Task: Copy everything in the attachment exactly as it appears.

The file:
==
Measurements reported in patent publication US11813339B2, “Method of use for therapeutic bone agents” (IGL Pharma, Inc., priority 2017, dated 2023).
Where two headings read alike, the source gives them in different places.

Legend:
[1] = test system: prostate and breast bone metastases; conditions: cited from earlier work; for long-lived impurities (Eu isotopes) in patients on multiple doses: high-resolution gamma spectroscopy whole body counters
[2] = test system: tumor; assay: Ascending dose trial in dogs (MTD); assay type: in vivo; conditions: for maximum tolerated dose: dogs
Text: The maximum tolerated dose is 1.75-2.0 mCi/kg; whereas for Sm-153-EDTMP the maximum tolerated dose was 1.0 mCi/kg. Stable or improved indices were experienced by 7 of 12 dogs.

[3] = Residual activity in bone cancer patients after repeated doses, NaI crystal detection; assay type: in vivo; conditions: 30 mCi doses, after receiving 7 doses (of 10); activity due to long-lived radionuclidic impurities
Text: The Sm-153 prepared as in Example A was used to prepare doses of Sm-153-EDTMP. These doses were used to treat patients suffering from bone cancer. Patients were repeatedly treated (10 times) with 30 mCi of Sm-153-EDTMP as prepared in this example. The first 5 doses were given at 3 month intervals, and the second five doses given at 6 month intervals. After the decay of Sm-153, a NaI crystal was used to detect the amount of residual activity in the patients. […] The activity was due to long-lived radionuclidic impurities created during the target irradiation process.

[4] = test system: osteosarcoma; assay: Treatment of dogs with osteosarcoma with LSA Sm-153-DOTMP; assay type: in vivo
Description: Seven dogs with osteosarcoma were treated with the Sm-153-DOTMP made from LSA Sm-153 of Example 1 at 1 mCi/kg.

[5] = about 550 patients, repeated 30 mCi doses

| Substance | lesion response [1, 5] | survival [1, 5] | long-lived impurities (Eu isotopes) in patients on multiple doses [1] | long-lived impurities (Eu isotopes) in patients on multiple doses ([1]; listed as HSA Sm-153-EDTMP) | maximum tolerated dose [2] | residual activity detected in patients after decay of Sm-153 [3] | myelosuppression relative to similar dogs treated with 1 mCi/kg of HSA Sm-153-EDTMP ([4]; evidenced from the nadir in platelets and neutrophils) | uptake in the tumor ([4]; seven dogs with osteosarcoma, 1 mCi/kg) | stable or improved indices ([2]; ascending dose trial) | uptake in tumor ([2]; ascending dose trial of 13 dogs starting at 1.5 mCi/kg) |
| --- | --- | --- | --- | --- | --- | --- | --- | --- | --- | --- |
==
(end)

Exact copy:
Measurements reported in patent publication US11813339B2, “Method of use for therapeutic bone agents” (IGL Pharma, Inc., priority 2017, dated 2023).
Where two headings read alike, the source gives them in different places.

Legend:
[1] = test system: prostate and breast bone metastases; conditions: cited from earlier work; for long-lived impurities (Eu isotopes) in patients on multiple doses: high-resolution gamma spectroscopy whole body counters
[2] = test system: tumor; assay: Ascending dose trial in dogs (MTD); assay type: in vivo; conditions: for maximum tolerated dose: dogs
Text: The maximum tolerated dose is 1.75-2.0 mCi/kg; whereas for Sm-153-EDTMP the maximum tolerated dose was 1.0 mCi/kg. Stable or improved indices were experienced by 7 of 12 dogs.

[3] = Residual activity in bone cancer patients after repeated doses, NaI crystal detection; assay type: in vivo; conditions: 30 mCi doses, after receiving 7 doses (of 10); activity due to long-lived radionuclidic impurities
Text: The Sm-153 prepared as in Example A was used to prepare doses of Sm-153-EDTMP. These doses were used to treat patients suffering from bone cancer. Patients were repeatedly treated (10 times) with 30 mCi of Sm-153-EDTMP as prepared in this example. The first 5 doses were given at 3 month intervals, and the second five doses given at 6 month intervals. After the decay of Sm-153, a NaI crystal was used to detect the amount of residual activity in the patients. […] The activity was due to long-lived radionuclidic impurities created during the target irradiation process.

[4] = test system: osteosarcoma; assay: Treatment of dogs with osteosarcoma with LSA Sm-153-DOTMP; assay type: in vivo
Description: Seven dogs with osteosarcoma were treated with the Sm-153-DOTMP made from LSA Sm-153 of Example 1 at 1 mCi/kg.

[5] = about 550 patients, repeated 30 mCi doses

| Substance | lesion response [1, 5] | survival [1, 5] | long-lived impurities (Eu isotopes) in patients on multiple doses [1] | long-lived impurities (Eu isotopes) in patients on multiple doses ([1]; listed as HSA Sm-153-EDTMP) | maximum tolerated dose [2] | residual activity detected in patients after decay of Sm-153 [3] | myelosuppression relative to similar dogs treated with 1 mCi/kg of HSA Sm-153-EDTMP ([4]; evidenced from the nadir in platelets and neutrophils) | uptake in the tumor ([4]; seven dogs with osteosarcoma, 1 mCi/kg) | stable or improved indices ([2]; ascending dose trial) | uptake in tumor ([2]; ascending dose trial of 13 dogs starting at 1.5 mCi/kg) |
| --- | --- | --- | --- | --- | --- | --- | --- | --- | --- | --- |